One-third of all Americans live with daily joint pain, managing their discomfort with anti-inflammatory medication and limited motion until they’re forced to pursue more extreme measures. Fortunately, plenty of treatment options are now available to help people suffering from joint pain, including a wide variety of minimally invasive surgeries.
This joint pain can originate from any part of a joint, including the ligaments, cartilage or bone, and may occur alongside swelling, stiffness and limited range of motion. Without treatment, joint pain will often get worse over time, resulting in even more pain and immobility.
Joint pain can happen at any point in the body where two or more bones form a mobile connection. Some examples include the knee, shoulder, hip and elbow. Additionally, joint pain can manifest differently for each person, occurring alongside the loss of motion, redness, swelling, stiffness or weakness at the joint. The location of the joint pain and the associated symptoms will often determine the type of treatment pursued by a specialist.
Diagnosing joint pain due to arthritis routinely starts with a physical examination and review of medical history. Our doctors will ask when your symptoms started and how they have changed over time and if any medical conditions your close family may have. Our doctor will examine your painful joints and look for signs of osteoarthritis or other conditions that may be causing your pain.
After your first visit, the doctor routinely will order additional imaging and possibly laboratory tests. Several tests can help your doctors confirm a diagnosis or rule out other conditions that could be causing your symptoms. If osteoarthritis is considered, the doctor will order X-rays to determine how much of the joint is damaged and how the joint is changing over time. This X-ray can show loss of cartilage, bone damage and bone spurs. Additionally, a magnetic resonance imaging (MRI) may be ordered to examine cartilage, ligaments and tendons damaged that may be contributing to your pain.
How Is Joint Pain Treated?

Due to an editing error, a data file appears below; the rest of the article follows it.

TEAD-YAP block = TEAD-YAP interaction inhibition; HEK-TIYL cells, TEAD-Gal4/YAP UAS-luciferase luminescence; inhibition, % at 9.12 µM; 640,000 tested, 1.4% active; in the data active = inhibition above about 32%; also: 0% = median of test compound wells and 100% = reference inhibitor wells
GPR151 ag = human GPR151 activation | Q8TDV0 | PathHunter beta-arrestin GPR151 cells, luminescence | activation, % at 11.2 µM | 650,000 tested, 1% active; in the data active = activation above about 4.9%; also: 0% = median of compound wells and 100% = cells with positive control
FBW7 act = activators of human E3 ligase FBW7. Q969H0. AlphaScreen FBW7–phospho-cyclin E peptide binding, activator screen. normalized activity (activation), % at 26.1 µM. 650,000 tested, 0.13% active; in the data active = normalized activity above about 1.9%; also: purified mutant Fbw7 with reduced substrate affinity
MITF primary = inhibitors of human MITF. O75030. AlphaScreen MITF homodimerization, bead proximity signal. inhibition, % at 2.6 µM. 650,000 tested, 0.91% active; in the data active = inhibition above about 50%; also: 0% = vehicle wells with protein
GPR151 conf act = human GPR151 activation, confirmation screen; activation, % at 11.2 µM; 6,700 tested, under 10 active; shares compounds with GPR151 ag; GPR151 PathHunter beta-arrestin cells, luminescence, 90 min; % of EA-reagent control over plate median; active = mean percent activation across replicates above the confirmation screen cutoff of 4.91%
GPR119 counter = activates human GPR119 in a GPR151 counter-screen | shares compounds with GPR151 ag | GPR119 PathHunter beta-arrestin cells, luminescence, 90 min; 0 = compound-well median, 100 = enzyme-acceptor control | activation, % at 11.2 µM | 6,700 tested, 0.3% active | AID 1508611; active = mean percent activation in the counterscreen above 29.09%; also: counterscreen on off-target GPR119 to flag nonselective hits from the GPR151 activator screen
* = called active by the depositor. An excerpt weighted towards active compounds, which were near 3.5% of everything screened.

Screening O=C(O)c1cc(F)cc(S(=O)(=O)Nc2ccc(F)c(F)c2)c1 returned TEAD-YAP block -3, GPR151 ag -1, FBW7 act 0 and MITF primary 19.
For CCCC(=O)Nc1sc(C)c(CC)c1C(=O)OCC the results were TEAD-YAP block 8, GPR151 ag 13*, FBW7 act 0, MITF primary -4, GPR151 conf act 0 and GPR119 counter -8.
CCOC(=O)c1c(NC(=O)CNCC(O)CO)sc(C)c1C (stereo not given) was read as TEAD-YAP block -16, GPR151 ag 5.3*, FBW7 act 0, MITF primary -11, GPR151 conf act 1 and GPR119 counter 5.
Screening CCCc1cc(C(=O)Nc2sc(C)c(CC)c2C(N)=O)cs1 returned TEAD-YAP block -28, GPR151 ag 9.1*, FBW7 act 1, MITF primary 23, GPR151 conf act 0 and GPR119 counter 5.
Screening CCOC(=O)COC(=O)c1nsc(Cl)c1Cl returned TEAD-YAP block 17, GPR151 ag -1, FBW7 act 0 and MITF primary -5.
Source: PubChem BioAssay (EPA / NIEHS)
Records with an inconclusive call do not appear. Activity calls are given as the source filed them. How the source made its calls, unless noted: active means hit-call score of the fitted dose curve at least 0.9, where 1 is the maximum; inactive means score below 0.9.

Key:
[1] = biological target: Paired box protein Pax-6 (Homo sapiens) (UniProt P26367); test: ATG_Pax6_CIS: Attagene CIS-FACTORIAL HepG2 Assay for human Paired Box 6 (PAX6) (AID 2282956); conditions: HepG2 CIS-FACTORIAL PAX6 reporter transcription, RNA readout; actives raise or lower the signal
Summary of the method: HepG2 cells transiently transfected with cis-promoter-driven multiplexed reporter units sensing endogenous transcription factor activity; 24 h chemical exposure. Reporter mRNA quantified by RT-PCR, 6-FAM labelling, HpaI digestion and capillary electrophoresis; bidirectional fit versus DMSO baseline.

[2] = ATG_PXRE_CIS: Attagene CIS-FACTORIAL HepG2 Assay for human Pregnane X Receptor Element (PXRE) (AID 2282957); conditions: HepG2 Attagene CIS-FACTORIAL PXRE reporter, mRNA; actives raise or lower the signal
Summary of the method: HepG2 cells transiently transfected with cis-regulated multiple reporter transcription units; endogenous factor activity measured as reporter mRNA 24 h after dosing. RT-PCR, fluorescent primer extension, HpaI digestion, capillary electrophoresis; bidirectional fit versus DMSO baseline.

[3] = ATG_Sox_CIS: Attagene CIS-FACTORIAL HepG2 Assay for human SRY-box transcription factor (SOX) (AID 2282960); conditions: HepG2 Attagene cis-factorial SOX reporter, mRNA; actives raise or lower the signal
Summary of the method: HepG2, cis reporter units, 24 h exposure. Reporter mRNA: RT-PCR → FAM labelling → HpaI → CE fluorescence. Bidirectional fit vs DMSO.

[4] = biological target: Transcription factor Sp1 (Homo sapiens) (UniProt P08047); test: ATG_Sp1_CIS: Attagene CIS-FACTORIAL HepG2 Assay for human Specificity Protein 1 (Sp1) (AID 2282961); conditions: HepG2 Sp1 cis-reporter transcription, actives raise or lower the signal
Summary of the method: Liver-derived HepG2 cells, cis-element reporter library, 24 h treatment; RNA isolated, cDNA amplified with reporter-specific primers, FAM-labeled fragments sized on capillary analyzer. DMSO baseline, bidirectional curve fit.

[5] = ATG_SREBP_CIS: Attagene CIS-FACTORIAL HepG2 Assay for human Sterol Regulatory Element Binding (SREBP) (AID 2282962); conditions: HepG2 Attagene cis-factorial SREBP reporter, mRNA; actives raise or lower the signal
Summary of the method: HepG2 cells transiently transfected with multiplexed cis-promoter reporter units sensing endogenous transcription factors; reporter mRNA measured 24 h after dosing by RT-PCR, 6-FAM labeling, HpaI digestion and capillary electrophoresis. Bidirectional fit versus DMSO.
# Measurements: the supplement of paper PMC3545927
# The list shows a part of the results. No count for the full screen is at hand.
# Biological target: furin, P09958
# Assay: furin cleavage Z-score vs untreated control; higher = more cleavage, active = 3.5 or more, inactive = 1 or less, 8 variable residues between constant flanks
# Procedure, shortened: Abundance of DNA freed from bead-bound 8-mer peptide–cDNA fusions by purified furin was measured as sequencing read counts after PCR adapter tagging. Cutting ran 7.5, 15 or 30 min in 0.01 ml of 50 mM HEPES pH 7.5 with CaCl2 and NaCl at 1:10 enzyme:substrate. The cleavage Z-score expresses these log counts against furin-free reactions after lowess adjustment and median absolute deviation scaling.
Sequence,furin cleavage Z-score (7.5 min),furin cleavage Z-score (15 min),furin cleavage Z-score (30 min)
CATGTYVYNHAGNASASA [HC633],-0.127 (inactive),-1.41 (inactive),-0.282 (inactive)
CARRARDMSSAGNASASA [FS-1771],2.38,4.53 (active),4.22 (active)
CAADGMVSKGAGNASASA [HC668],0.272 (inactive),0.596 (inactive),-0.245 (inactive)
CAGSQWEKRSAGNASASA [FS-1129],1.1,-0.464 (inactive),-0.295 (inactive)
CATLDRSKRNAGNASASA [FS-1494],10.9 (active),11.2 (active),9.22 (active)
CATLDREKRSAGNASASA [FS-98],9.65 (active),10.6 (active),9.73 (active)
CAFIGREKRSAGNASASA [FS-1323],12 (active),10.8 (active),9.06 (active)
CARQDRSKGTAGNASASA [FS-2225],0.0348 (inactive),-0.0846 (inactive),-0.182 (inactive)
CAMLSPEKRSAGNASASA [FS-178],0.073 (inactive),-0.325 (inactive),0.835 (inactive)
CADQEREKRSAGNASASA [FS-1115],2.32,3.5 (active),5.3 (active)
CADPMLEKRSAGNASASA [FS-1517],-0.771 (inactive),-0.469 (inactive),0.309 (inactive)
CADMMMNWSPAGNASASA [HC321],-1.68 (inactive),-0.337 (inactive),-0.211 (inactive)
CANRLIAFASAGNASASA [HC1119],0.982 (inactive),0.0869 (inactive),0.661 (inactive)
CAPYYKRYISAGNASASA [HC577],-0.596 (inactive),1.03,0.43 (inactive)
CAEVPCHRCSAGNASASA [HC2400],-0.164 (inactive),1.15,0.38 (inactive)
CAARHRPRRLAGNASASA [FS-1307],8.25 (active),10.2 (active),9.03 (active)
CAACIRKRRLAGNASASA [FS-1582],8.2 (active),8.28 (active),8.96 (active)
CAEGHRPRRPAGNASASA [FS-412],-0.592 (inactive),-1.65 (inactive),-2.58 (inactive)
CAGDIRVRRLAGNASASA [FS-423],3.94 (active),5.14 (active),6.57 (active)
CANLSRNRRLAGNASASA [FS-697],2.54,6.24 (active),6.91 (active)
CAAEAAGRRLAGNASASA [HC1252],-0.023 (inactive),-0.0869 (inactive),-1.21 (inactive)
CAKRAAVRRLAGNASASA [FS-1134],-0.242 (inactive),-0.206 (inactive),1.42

Treatment for joint pain in our NJ offices depends on three primary factors:
The amount of time the patient has experienced the pain will determine if it is short-term or chronic, while the associated symptoms and site will inform the specialist about the source of the pain. In most cases, the treatment options begin with physical therapy, medication and splinting, then progress to surgery if the pain persists.
Surgical shoulder, elbow and knee pain treatments in NJ range in invasiveness based on the extent and source of the pain. On one end of the scale is an endoscopic cleaning and repair of the joint, which often helps ease joint pain due to age or minor injuries.
More severe pain, however, may require joint replacements or fusions, which are on the other end of the surgical scale. In many cases, these measures will result in the elimination or reduction of joint pain, improving mobility and quality of life for the patient.
At the Metropolitan Pain and Spine Institute, we offer several conservative to least invasive treatment options for joint pain. Our doctors routinely see patients that suffer from joint pain and will advise you are the best options that will ease or eliminate your painful joints. Our goal when seeing patients is to identify the cause of the pain and relieve it so that you can avoid surgery and return to an active lifestyle.
Physical Therapy – stretching and strengthening exercises or massaging the affected areas.
Viscosupplementation Of The Knee Joint
OrthoVisc – Hyaluronan is similar to synovial fluid, a substance that occurs naturally in the joints. Like Synovial fluid acts as a lubricant and shock absorber, Orthovisc is injected into the knee joints for treatment of pain from osteoarthritis.
Synvisc-One – is an injection that supplements the fluid in your knee to help lubricate and cushion the joint, and can provide up to six months of pain relief for osteoarthritis of the knee.
Interventional Treatment Options
Genicular Nerve Block: An injection of a local anesthetic to block the nerves that transmits pain from the knee.
DRG Stimulator: Each nerve in spinal cord communicates through the dorsal root ganglion in a way that allows sensory messages from a defined area of the body like the knee. Applying stimulation to the DRG can permit focused therapy to a specific focal area like the knee. LEARN MORE (connect to DRG page)
Over the past few years, the regenerative medicine field has grown immensely. Your blood contains healing agents such as growth factors, platelet-rich plasma (PRP), amniotic fluid and stem cells that act to repair and replace damaged tissue. Learn more about regenerative medicine.